· Find your unique value-add. What can you do that nobody else can? What is your value-add? This will include your I/O knowledge and skills, your personal strengths, and your passion to name a few. Create a niche for yourself. Find what you can do that nobody else can do, and then do it very, very well. Remember that it needs to be something that is critical to success of the company. General training skills aren’t important. Instead, figure out how to support sales training, customer service training, teller training, barista training – whatever is most valuable to the organization (e.g., keeps customers coming back, makes money for the company, etc.)
· Consider moving to a line job. you might need to take a front-line, technical job for a while. In an insurance company, maybe this means become an HR generalist in the claims department or becoming a claims agent for a while. Think about the your career holistically. Maybe this is a chance for you to get some technical job experience that will make you more competitive in the long run. Consider the big picture and the long-game.
· Find ways to work with line leaders and line managers. It helps if senior leaders know who you are because they are the ones who will have to make these tough decisions. This especially includes your direct manager. This doesn’t mean you should pander to them. They will ultimately be looking for people who can perform (see #1), so do your job well, but don’t shy away from opportunities to interact and present to them. Oh, and don’t place all your hopes on just one leader. He/she might not be around later so look for opportunities to work with several leaders.
· Expand your career options. Your resume should be updated and you should be looking at what jobs are out there. Make sure you are networking with people inside and outside of your company. Apply for interesting jobs just to keep in practice. Find a mentor at another company in the area to get a broader perspective outside your company.
· Know when you are losing your soul. There might come a time when your values are challenged and you decide you can’t work in the environment you find yourself in any more. For example, a new leader might come in who treats people poorly. Maybe you see some of your co-workers unfairly removed from their jobs. I can almost guarantee that there will come a time at some point in your career when you will have to choose whether to stay and compromise your values or quit and leave when you don’t know if a job is waiting for you on the other side. Decide ahead of time what that line is for you and make a pact with yourself that you will live up to your values. Personally, I find myself resting on my Christian faith that says I might not see what’s into the unknown, but I have God’s word that he will be there and He will honor my choice. It might not be easy, but He will be with me. I think of Martin Luther King and the risks he took, not only for himself, but the risk that also came to his wife and children because of the choices he made (very real risks including a bomb explosion on his front porch). So, a big question to ask yourself, is “What price am I willing to pay?” Fortunately, we have some great role models who have gone before us to show the way.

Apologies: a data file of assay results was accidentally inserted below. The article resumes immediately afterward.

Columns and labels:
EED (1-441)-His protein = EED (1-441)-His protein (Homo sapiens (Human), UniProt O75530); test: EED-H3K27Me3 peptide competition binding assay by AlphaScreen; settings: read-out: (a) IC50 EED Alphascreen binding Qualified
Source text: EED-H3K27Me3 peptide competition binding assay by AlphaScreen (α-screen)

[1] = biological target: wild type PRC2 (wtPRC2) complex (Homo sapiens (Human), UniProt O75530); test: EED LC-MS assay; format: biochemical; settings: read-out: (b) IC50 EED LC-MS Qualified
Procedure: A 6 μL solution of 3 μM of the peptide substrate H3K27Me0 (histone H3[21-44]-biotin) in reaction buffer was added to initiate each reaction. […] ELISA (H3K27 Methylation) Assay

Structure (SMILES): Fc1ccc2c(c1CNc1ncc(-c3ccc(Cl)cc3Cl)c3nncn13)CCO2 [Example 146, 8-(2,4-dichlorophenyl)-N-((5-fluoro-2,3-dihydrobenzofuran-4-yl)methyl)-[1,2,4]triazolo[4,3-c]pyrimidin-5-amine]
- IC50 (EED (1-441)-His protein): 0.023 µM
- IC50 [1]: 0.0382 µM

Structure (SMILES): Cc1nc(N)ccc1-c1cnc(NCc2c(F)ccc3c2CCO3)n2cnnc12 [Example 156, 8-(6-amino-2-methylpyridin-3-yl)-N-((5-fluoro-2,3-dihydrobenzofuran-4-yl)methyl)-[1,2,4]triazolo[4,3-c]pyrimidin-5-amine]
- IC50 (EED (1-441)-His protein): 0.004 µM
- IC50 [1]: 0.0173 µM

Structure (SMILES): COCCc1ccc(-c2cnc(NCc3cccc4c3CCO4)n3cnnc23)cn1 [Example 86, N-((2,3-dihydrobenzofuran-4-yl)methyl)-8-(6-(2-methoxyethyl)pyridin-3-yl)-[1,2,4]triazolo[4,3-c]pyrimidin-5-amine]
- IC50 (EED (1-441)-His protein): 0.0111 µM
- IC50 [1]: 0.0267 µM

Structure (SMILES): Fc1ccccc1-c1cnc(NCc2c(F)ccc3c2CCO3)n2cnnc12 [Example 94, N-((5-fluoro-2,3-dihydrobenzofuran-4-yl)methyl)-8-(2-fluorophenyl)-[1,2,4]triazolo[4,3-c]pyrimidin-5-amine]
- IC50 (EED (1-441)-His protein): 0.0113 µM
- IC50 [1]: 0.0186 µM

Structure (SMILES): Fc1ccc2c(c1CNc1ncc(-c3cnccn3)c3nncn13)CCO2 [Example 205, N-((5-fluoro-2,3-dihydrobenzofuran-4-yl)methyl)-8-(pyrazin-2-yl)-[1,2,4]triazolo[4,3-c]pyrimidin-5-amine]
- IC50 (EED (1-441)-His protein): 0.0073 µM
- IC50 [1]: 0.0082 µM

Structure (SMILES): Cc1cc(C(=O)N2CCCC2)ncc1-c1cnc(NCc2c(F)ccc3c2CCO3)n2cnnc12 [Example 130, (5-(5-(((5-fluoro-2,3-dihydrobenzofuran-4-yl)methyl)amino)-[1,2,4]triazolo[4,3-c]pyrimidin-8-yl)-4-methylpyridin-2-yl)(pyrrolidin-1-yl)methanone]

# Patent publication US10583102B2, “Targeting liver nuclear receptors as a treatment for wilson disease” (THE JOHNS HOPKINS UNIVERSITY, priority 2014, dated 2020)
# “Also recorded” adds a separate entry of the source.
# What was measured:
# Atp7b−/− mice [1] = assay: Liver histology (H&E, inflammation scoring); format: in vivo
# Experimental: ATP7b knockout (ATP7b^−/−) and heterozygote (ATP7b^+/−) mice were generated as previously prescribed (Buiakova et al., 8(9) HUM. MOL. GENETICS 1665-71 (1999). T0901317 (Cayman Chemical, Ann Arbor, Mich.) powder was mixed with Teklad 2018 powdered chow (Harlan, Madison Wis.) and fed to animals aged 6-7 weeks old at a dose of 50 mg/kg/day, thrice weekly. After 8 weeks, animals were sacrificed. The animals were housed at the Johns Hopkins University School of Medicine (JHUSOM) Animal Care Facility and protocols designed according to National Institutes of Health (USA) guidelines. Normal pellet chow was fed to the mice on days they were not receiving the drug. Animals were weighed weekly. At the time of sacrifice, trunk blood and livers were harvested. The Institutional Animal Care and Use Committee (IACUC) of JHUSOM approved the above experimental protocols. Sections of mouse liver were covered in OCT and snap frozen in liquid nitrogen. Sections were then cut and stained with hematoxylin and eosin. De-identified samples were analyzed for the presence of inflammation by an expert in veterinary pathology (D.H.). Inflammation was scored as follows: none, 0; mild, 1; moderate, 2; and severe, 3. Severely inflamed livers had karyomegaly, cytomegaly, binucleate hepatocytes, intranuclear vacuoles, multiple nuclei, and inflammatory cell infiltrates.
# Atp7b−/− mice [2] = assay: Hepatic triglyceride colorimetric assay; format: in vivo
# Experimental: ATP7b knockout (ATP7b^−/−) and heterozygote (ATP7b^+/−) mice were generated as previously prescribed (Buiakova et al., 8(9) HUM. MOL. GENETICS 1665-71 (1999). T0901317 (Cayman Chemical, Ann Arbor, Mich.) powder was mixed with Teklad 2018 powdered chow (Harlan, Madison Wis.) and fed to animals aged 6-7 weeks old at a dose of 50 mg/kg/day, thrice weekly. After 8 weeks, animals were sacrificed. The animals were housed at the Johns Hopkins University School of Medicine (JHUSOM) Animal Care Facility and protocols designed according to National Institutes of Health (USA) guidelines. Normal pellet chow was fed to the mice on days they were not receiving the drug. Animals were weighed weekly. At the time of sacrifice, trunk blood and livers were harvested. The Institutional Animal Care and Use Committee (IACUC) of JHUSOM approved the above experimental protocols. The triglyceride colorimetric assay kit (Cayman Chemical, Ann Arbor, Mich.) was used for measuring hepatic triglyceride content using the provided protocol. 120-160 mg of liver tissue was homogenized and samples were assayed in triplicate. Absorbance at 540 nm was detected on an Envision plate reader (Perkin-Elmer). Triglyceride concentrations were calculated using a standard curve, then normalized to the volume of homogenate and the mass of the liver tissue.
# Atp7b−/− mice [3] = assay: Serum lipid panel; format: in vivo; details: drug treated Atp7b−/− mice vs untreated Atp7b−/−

The year to come may be tough, but that’s when your leadership and who you are counts more than ever. And, as we also discussed, these times always open up opportunities as well, job opportunities and opportunities to serve others in some amazing ways.
-Dr. Paul Yost